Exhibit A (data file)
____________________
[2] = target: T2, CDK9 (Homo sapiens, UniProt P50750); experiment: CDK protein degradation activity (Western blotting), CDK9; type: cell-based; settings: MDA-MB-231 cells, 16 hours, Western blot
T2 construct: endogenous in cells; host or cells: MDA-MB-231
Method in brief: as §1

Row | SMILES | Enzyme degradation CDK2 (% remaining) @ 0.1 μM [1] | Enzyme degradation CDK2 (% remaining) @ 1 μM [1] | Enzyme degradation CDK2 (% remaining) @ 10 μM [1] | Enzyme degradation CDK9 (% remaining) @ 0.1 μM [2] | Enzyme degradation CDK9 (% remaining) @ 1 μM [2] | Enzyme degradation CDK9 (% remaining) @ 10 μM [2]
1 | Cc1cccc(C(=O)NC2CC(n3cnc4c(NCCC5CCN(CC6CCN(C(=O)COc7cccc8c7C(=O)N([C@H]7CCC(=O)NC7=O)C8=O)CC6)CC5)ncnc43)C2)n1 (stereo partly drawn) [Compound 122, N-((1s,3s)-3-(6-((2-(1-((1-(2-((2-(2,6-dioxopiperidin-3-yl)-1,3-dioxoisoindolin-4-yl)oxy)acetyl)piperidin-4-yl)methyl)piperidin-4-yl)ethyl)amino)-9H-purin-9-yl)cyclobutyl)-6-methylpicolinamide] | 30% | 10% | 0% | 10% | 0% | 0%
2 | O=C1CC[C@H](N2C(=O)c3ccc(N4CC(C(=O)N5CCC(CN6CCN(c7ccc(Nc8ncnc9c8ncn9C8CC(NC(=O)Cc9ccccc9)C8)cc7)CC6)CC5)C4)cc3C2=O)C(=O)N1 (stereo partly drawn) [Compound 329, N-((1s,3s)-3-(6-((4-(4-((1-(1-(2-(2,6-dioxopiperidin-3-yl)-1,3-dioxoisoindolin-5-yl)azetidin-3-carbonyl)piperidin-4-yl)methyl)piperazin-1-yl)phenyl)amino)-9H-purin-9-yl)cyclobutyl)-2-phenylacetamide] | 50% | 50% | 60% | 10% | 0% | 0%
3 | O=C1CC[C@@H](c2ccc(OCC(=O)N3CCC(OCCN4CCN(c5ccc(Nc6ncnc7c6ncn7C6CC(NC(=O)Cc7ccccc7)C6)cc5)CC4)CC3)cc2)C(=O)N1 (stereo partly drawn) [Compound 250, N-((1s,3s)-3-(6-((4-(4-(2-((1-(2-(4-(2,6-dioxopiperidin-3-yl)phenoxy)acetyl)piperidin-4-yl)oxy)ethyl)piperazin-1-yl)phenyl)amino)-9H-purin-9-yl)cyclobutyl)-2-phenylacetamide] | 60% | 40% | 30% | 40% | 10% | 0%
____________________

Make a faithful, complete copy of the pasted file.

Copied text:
[2] = target: T2, CDK9 (Homo sapiens, UniProt P50750); experiment: CDK protein degradation activity (Western blotting), CDK9; type: cell-based; settings: MDA-MB-231 cells, 16 hours, Western blot
T2 construct: endogenous in cells; host or cells: MDA-MB-231
Method in brief: as §1

Row | SMILES | Enzyme degradation CDK2 (% remaining) @ 0.1 μM [1] | Enzyme degradation CDK2 (% remaining) @ 1 μM [1] | Enzyme degradation CDK2 (% remaining) @ 10 μM [1] | Enzyme degradation CDK9 (% remaining) @ 0.1 μM [2] | Enzyme degradation CDK9 (% remaining) @ 1 μM [2] | Enzyme degradation CDK9 (% remaining) @ 10 μM [2]
1 | Cc1cccc(C(=O)NC2CC(n3cnc4c(NCCC5CCN(CC6CCN(C(=O)COc7cccc8c7C(=O)N([C@H]7CCC(=O)NC7=O)C8=O)CC6)CC5)ncnc43)C2)n1 (stereo partly drawn) [Compound 122, N-((1s,3s)-3-(6-((2-(1-((1-(2-((2-(2,6-dioxopiperidin-3-yl)-1,3-dioxoisoindolin-4-yl)oxy)acetyl)piperidin-4-yl)methyl)piperidin-4-yl)ethyl)amino)-9H-purin-9-yl)cyclobutyl)-6-methylpicolinamide] | 30% | 10% | 0% | 10% | 0% | 0%
2 | O=C1CC[C@H](N2C(=O)c3ccc(N4CC(C(=O)N5CCC(CN6CCN(c7ccc(Nc8ncnc9c8ncn9C8CC(NC(=O)Cc9ccccc9)C8)cc7)CC6)CC5)C4)cc3C2=O)C(=O)N1 (stereo partly drawn) [Compound 329, N-((1s,3s)-3-(6-((4-(4-((1-(1-(2-(2,6-dioxopiperidin-3-yl)-1,3-dioxoisoindolin-5-yl)azetidin-3-carbonyl)piperidin-4-yl)methyl)piperazin-1-yl)phenyl)amino)-9H-purin-9-yl)cyclobutyl)-2-phenylacetamide] | 50% | 50% | 60% | 10% | 0% | 0%
3 | O=C1CC[C@@H](c2ccc(OCC(=O)N3CCC(OCCN4CCN(c5ccc(Nc6ncnc7c6ncn7C6CC(NC(=O)Cc7ccccc7)C6)cc5)CC4)CC3)cc2)C(=O)N1 (stereo partly drawn) [Compound 250, N-((1s,3s)-3-(6-((4-(4-(2-((1-(2-(4-(2,6-dioxopiperidin-3-yl)phenoxy)acetyl)piperidin-4-yl)oxy)ethyl)piperazin-1-yl)phenyl)amino)-9H-purin-9-yl)cyclobutyl)-2-phenylacetamide] | 60% | 40% | 30% | 40% | 10% | 0%